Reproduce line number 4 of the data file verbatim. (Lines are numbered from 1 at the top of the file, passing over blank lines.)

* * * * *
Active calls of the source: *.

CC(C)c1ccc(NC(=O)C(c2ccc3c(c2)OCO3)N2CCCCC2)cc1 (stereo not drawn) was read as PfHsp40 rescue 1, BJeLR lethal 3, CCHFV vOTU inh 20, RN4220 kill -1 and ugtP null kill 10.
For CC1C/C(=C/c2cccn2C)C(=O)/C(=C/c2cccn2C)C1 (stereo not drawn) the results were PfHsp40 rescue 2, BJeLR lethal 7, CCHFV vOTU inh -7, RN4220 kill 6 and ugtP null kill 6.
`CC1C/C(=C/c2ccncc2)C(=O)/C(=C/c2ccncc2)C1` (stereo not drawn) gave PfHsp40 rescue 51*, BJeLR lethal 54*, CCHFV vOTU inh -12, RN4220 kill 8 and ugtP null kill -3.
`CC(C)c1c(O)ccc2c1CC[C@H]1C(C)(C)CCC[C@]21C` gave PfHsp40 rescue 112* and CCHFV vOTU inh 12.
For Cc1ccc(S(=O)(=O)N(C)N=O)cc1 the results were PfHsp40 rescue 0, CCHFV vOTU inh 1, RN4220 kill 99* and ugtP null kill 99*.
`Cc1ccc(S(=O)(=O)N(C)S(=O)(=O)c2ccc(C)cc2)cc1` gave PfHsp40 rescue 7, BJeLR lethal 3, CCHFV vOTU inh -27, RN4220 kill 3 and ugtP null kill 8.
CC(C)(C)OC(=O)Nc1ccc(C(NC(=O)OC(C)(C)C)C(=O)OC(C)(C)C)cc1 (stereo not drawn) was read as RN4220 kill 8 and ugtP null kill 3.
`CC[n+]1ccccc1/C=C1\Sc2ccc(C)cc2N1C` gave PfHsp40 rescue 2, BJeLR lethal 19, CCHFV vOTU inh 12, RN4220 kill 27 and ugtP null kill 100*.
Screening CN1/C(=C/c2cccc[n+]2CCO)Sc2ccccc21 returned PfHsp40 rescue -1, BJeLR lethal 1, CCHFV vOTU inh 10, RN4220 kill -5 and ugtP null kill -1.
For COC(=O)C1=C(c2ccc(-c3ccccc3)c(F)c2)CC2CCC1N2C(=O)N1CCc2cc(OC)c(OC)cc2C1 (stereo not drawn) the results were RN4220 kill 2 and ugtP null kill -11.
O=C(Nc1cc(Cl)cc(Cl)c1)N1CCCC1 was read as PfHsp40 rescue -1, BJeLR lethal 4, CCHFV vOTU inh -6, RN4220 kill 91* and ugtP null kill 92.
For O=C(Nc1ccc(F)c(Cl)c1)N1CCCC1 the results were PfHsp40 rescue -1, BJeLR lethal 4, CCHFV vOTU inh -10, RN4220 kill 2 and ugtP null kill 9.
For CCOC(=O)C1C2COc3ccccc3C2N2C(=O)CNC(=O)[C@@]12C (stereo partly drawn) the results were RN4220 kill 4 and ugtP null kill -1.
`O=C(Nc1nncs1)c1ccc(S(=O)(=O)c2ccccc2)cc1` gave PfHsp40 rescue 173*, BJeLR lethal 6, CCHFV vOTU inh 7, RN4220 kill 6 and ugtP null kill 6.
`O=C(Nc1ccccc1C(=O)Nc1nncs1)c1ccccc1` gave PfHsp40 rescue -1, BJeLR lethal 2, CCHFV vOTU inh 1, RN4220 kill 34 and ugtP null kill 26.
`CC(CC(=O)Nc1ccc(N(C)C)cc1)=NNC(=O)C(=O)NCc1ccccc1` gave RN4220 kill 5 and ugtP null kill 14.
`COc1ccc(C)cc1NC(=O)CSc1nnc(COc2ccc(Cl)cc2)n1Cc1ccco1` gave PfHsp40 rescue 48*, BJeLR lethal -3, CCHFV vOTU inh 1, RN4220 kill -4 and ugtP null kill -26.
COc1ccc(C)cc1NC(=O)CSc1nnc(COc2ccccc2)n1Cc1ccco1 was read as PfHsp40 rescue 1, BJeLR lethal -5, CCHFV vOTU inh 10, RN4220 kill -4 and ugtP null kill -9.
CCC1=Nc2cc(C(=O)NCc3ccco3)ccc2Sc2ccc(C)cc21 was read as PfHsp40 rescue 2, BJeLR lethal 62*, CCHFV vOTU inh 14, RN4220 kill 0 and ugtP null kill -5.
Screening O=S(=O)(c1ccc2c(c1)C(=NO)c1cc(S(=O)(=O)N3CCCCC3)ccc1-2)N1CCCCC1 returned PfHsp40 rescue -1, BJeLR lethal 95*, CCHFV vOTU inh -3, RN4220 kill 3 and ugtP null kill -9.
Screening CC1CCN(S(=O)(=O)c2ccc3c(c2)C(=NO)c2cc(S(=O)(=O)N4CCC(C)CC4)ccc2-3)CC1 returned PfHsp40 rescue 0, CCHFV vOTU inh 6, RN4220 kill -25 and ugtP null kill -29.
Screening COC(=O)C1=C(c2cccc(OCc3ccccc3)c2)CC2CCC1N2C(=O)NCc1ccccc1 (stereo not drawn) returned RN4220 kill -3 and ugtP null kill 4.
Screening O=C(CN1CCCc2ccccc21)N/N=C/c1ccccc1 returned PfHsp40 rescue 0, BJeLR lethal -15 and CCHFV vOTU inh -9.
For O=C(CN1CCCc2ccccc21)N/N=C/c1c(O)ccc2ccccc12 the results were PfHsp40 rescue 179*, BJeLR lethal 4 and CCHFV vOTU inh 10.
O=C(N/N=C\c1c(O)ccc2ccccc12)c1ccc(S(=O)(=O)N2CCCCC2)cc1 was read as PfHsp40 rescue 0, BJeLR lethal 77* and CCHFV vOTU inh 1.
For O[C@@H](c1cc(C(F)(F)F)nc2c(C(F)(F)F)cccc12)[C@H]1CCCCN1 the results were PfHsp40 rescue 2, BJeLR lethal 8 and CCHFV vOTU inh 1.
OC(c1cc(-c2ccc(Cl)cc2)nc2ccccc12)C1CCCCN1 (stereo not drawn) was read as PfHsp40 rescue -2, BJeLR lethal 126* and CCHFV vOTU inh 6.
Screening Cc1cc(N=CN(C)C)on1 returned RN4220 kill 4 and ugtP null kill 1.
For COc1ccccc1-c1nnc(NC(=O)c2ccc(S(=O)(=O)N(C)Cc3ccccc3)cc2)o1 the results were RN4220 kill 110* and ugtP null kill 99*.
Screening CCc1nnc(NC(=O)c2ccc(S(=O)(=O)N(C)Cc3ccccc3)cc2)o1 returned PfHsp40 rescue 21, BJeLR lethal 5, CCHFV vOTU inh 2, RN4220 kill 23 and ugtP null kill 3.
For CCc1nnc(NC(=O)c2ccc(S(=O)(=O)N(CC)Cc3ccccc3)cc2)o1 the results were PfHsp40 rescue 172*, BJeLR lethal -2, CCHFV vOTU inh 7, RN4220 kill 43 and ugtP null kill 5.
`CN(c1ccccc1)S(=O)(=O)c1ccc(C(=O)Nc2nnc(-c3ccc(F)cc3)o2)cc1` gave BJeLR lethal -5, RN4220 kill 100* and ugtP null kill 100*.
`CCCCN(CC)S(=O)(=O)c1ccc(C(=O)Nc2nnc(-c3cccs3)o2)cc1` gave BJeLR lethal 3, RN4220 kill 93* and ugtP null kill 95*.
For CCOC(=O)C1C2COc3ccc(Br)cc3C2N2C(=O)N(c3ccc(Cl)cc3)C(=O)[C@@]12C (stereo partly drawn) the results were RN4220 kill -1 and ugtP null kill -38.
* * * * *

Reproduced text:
`CC1C/C(=C/c2ccncc2)C(=O)/C(=C/c2ccncc2)C1` (stereo not drawn) gave PfHsp40 rescue 51*, BJeLR lethal 54*, CCHFV vOTU inh -12, RN4220 kill 8 and ugtP null kill -3.